What is it: With this thing compiled into your kernel, Linux can use a remote server as one of its block devices. Every time the client computer wants to read /dev/nd0, it will send a request to the server via TCP, which will reply with the data requested. This can be used for stations with low disk space (or even diskless - if you boot from floppy) to borrow disk space from other computers. Unlike NFS, it is possible to put any file system on it. But (also unlike NFS), if someone has mounted NBD read/write, you must assure that no one else will have it mounted.
Limitations:It is possible, but not recommended, to use NBD as a root file system, as a user-land program is required to start (you can get it done with initrd; Christian Laurs did that, and put some scripts up on his webpage). It also allows you to run a read-only block-device in user-land (making server and client physically the same computer, communicating using loopback). Please note that read-write nbd with client and server on the same machine is a bad idea: expect deadlock within seconds (this may vary between kernel versions, maybe on one sunny day it will be even safe?). More generally, it's a bad idea to create loop in 'rw mounts graph'. I.e., if machineA is using device from machineB readwrite, it's a bad idea to use device on machineB from machineA.
Read-write nbd with client and server on some machine has a rather fundamental problem: when the system is short of memory, it tries to write back dirty pages. So the nbd client asks the nbd server to write back data, but as nbd-server is a userland process, it may require creating dirty pages to fullfill the request. That way lies the deadlock. Note also that the README in the source has a (slightly) more in-depth discussion of this problem.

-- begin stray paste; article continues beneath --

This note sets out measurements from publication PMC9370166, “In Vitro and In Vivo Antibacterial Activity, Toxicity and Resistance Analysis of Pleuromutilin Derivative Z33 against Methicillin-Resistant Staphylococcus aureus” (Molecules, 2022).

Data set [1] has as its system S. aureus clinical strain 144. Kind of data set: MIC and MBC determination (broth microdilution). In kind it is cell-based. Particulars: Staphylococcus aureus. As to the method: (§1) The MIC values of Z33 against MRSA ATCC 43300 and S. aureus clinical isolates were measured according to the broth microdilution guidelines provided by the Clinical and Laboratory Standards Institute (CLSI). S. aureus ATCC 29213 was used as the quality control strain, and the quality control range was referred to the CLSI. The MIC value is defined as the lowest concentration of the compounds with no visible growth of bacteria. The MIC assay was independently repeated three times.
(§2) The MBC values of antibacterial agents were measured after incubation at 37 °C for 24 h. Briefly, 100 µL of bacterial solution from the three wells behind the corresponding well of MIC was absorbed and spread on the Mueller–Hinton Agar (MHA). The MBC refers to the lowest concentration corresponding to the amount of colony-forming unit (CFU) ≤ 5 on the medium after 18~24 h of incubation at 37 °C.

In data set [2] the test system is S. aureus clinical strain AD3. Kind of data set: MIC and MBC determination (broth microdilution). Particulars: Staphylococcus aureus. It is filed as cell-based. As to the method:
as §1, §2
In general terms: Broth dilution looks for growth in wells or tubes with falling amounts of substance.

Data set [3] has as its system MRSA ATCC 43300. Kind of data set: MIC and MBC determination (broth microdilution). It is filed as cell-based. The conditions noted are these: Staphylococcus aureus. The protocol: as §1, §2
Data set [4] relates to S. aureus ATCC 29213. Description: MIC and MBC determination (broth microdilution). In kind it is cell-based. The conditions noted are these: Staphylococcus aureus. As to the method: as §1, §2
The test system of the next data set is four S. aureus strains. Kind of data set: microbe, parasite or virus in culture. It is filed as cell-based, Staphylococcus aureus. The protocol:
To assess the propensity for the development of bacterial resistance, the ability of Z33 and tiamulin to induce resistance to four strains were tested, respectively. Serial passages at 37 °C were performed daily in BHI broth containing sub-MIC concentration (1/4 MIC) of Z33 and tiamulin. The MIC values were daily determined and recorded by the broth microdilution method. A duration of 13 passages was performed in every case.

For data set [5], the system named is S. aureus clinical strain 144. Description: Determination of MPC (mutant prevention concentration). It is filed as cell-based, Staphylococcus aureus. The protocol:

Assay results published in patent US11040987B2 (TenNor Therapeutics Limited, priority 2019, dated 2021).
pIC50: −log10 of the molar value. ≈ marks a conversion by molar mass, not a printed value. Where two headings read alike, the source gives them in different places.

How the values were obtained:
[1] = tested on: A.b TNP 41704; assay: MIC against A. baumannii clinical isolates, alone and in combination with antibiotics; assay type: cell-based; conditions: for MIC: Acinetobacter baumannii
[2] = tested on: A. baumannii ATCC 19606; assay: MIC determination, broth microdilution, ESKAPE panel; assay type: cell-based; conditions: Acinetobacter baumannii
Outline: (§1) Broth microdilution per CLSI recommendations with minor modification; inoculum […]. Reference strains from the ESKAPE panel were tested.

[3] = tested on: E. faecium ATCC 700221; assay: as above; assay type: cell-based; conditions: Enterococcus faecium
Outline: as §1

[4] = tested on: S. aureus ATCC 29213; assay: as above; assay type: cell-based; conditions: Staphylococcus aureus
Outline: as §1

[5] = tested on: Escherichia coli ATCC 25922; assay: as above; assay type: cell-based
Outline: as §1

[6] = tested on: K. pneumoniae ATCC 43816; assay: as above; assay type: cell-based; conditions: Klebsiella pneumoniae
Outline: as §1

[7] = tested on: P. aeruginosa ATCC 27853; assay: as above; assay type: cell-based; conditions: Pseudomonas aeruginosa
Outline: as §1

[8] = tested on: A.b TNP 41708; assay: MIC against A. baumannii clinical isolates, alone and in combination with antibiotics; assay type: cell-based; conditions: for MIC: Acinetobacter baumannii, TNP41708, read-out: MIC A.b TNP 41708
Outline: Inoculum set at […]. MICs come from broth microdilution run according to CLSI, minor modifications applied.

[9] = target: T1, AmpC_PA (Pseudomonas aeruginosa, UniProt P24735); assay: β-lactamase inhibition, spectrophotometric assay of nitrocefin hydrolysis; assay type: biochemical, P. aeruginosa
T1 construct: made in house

Current state: It currently works. Network block device seems to be pretty stable. It was originaly thought that it is impossible to swap over TCP. This turned out not to be true, though the patch required to make it safe has not been forward-ported to any reasonably recent kernel.
If you want swapping to work, first make nbd working. (You'll have to mkswap on server; mkswap tries to fsync which will fail.) Now, you have a version which mostly works. Ask me for kreclaimd if you see deadlocks.
Network block device has been included into standard (Linus') kernel tree in 2.1.101.
You can run RAID5 and md over nbd.
Comments and help about the tools is appreciated; if you're willing to help out, please subscribe to the mailinglist, and share your thoughts.
Starting around version 2.6, the NBD tools are versioned as follows: <major version number>.<minor version number>.<bugfix version number>
For example, version 2.8.3 means that there were new features since 2.7.x, and that there have been three releases which only fixed bugs since 2.8.0.
Besides Linux, the authors have knowledge of NBD client support on the following platforms:
The server should theoretically work on every POSIX-compliant platform out there (provided glib is supported on that platform). If it doesn't, that's a bug and I want to know about it; if you encounter such problems, please send a mail to the mailinglist.
This page maintained by Wouter Verhelst.